Shalom Cohen, who served as ambassador from 2005-2010, highlights Egypt's continuing turmoil nearly two years after long-time leader Hosni Mubarak was ousted from power.
He is joined by Steven Cook, the Hasib J. Sabbagh senior fellow for Middle Eastern studies at the Council on Foreign Relations, and Eric Trager, a doctoral candidate at the University of Pennsylvania, where he is completing his dissertation on Egypt's Muslim Brotherhood, for this panel discussion, hosted by the Washington Institute for Near East Policy.
Two years after the ouster of Mubarak, Egyptians elected a new President through a democratic process. Mohammad Morsi, formerly a member of the Muslim Brotherhood, recently issued a decree that essentially placed himself and the legislature above judicial review until a new constitution could be approved.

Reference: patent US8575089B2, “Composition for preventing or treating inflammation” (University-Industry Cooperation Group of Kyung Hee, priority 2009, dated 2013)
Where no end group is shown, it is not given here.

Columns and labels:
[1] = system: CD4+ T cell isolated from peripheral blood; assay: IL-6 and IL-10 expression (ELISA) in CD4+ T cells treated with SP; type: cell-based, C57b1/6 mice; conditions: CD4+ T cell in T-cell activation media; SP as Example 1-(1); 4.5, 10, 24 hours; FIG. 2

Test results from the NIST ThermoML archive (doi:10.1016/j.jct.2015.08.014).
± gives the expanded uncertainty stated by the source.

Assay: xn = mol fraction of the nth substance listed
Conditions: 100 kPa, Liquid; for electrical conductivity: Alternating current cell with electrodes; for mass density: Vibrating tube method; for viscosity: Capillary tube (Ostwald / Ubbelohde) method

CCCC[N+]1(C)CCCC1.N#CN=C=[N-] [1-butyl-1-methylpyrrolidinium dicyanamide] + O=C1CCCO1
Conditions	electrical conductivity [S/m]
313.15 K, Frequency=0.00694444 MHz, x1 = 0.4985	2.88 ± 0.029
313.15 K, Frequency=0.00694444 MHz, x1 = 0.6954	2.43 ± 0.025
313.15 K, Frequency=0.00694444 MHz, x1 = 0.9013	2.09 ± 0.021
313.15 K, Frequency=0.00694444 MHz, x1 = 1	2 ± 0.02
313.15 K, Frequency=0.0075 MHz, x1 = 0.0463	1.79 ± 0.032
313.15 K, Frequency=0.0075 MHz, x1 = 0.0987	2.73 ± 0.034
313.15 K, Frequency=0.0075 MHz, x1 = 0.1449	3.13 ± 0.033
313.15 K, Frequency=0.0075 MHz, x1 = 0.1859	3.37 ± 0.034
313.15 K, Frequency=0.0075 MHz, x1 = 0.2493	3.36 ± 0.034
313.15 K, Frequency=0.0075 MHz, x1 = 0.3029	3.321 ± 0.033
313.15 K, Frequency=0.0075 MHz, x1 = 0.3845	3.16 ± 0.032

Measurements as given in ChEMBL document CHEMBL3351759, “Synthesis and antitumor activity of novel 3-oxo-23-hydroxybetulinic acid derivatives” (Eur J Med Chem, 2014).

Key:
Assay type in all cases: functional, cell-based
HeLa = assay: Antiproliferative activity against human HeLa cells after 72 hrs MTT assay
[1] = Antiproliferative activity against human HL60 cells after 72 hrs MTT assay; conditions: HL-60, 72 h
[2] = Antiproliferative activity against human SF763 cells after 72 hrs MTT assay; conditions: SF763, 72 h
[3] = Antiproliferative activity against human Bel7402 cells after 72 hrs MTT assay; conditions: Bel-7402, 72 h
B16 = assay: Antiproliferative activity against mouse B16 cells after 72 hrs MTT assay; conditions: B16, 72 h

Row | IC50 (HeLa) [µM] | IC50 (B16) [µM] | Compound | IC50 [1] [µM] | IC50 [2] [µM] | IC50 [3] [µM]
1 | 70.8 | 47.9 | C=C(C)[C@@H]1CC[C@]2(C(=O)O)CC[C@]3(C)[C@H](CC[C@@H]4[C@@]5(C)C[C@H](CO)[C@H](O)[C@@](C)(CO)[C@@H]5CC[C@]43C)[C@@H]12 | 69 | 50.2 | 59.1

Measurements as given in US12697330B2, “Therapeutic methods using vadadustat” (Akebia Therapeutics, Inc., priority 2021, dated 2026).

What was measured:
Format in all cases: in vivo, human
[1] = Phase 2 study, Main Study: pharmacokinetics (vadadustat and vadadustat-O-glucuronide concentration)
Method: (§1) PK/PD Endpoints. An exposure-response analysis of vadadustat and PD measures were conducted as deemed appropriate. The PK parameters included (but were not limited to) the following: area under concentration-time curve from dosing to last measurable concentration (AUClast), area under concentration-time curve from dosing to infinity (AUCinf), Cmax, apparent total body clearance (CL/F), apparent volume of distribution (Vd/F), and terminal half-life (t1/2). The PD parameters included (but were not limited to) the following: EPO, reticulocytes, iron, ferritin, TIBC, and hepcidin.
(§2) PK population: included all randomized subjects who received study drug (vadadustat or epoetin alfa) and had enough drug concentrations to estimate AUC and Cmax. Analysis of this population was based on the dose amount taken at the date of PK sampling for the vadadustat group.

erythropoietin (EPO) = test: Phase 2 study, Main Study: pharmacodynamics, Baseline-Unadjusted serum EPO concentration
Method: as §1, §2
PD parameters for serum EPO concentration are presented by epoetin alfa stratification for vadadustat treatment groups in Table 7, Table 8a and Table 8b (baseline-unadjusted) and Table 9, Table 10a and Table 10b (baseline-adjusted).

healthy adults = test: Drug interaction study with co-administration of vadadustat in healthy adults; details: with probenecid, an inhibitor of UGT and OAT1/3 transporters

Supporters of Morsi claim that the move was to insulate the fledgling democracy from the actions of anti-revolutionary judges, many of whom remain in place from before the revolution. A new wave of protesters claim that Morsi is trying to solidify his power in an undemocratic fashion, and also is hoping to press through a constitution that relies heavily on Islamic doctrine and does not go far enough to codify rights for women and minorities.